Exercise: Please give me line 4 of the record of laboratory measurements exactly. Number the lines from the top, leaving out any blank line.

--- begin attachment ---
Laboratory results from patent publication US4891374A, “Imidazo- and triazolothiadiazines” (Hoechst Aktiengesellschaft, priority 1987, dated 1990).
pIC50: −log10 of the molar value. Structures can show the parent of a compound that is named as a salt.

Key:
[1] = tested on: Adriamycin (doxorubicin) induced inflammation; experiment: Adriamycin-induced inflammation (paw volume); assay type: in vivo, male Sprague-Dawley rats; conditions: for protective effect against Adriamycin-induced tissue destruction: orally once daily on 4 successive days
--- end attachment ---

[1] = tested on: Adriamycin (doxorubicin) induced inflammation; experiment: Adriamycin-induced inflammation (paw volume); assay type: in vivo, male Sprague-Dawley rats; conditions: for protective effect against Adriamycin-induced tissue destruction: orally once daily on 4 successive days